"We've had a bit of a tragedy," he says, his breaking voice at nearly a whisper. "Domenick Allen, my supporting act...I knew something was wrong in the second show, when he sang 'Smile, though your heart is breaking.' Right at that line I just had to stop playing. Somehow the normal accompaniment wouldn't work. After the show I was having a drink in my dressing room, and my manager came in and said, 'Lee, we need you for a minute—Domenick has a problem.' Well, there was Domenick crying and his girlfriend Kathy was crying and then they told me what had happened and I started crying. It seems that when they came home the night before they opened the bathroom door and she was hanging from a doorpull. She had caught her little collar on it and broken her neck." The "she" of the story is a Yorkshire terrier named Sushi, now deceased.
Days and weeks pass before his visitor can quite reconcile the stunning bathos of this scene with the Liberace of renown: the jewel-encrusted, oddly embarrassing showman judged to be a prodigy of stagecraft by his fans and show critics, but by others to be flagrantly offensive, a musical subversive and a kind of Mom-ist turncoat in the battle of the sexes. The wish to know what Liberace is really like, indeed, comes to fewer people with each passing year; in his heyday, when The Liberace Show was carried by more U.S. television stations than I Love Lucy, the baby boom was barely crawling. Yet even now on Liberace nights from Dayton, Ohio to Norman, Okla., cars and pickups with the mud of the farm on them roll into town in droves, like moths to his candelabrum, and American mothers still drag their muttering husbands to his act and find it thrilling. With his raunchy drum majorette's wardrobe, his impress-your-friends-at-parties piano style and dimples you could lose your car keys in, he remains unique, an American exotic.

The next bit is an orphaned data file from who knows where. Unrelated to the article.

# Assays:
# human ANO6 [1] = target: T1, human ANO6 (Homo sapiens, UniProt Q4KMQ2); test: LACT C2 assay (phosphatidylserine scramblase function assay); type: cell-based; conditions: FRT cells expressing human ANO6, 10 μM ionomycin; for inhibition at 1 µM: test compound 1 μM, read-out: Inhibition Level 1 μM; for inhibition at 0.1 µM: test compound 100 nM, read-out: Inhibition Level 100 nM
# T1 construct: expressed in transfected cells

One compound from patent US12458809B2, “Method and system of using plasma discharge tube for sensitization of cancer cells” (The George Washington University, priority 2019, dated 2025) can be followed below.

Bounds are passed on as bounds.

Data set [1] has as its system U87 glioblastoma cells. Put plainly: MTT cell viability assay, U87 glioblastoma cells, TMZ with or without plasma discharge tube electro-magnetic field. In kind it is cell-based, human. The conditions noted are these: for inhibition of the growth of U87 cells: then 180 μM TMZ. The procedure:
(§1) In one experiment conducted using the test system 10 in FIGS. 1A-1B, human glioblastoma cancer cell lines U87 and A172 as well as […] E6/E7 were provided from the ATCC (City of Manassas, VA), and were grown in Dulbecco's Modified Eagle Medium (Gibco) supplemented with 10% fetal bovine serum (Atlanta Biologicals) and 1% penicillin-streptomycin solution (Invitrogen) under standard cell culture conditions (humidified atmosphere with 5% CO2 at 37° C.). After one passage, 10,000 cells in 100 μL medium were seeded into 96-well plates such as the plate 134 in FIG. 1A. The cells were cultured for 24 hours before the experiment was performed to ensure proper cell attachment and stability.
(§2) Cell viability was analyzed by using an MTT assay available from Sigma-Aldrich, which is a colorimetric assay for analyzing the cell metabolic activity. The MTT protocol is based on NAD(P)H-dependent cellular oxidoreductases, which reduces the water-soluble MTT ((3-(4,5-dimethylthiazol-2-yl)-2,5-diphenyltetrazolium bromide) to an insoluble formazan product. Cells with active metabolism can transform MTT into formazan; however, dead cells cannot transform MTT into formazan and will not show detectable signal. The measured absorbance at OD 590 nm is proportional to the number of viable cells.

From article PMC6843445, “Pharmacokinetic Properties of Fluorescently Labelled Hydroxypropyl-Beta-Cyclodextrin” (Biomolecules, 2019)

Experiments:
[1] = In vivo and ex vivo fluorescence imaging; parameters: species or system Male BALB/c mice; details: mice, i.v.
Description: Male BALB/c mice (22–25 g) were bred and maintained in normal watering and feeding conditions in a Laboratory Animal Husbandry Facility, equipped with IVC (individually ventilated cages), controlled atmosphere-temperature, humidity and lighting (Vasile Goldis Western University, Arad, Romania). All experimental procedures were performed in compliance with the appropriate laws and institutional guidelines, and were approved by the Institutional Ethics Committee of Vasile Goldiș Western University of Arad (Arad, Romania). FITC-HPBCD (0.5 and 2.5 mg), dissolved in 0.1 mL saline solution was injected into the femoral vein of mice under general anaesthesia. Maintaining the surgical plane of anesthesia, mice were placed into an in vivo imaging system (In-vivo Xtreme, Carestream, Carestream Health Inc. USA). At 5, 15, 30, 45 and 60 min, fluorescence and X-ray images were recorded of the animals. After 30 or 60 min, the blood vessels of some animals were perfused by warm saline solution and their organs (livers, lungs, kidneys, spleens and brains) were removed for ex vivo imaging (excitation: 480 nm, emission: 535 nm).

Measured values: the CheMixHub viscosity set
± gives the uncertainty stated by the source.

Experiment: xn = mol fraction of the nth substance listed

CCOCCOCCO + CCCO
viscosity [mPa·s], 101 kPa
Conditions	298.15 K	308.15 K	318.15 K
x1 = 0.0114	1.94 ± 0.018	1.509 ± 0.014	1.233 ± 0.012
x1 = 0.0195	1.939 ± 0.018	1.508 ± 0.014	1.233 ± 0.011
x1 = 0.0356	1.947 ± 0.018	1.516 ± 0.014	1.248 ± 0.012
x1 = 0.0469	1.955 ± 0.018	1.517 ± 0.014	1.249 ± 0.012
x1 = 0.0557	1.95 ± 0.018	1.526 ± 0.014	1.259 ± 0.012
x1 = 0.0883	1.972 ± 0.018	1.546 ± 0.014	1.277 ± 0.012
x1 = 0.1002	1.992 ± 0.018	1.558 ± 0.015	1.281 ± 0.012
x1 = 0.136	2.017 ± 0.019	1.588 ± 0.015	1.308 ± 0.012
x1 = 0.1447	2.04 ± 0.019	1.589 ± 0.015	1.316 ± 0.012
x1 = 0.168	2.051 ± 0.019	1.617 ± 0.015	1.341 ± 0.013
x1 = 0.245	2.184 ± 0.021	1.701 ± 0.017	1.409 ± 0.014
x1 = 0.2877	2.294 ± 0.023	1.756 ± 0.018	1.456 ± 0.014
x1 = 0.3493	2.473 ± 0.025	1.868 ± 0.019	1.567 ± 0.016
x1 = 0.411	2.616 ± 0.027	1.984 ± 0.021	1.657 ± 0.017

He has realized the dreams of a most common man. His Las Vegas act, concert tours and records (60 million sold to date) have brought him an average gross income of $5 million for each of the last 30 years, and he has worked his bejeweled tails off to make it so. In his portfolio are many mansions (three in Las Vegas alone), pianos (18 at latest count, including Chopin's and Gershwin's), cars (20, two of them Rollses), gems (he wears about $3 million worth onstage and has one $35,000 Tiffany watch that plays his theme song, I'll Be Seeing You), furs (including a $150,000 black diamond mink coat lined with Austrian rhinestones), antiques (don't ask) and real estate. At the Liberace Plaza in Las Vegas there is now a Liberace Museum and a Liberace antiques store to take the spillover from a way of life that makes Kenny Rogers' look positively restrained. All this from leaving the classical piano repertoire for what he has called "the happiness side of music," by which he means the Beer Barrel Polka and a six-minute version of the Warsaw Concerto. "People say I'm prostituting myself by not sticking to the classics," he told a reporter in 1951. "But there's more money in being commercial."
Despite everything, it is difficult not to like Liberace. He has become a more interesting man with age, and far more open about himself. In 1959, at his celebrated libel trial in London, he answered the offending columnist's innuendos with a round denunciation of homosexuality: "I'm against the practice because it offends society." (He won the suit.) Now he frankly admits the gay drift of his show and speaks sympathetically of all sexual preferences. "My act is just that far away from being drag," he says, "but I would never come onstage like, say, Danny La Rue [a comic female impersonator], who is a very dear friend of mine. I have a general family audience appeal, and I don't want to develop only a gay following. It's going to take many, many years for this kind of an audience to accept people who are totally gay or come out on Johnny Carson. I've seen careers hurt by that kind of thing—look at Billie Jean King. But with a name like Liberace, which stands for freedom, anything that has the letters L-I-B in it I'm for, and that includes gay lib."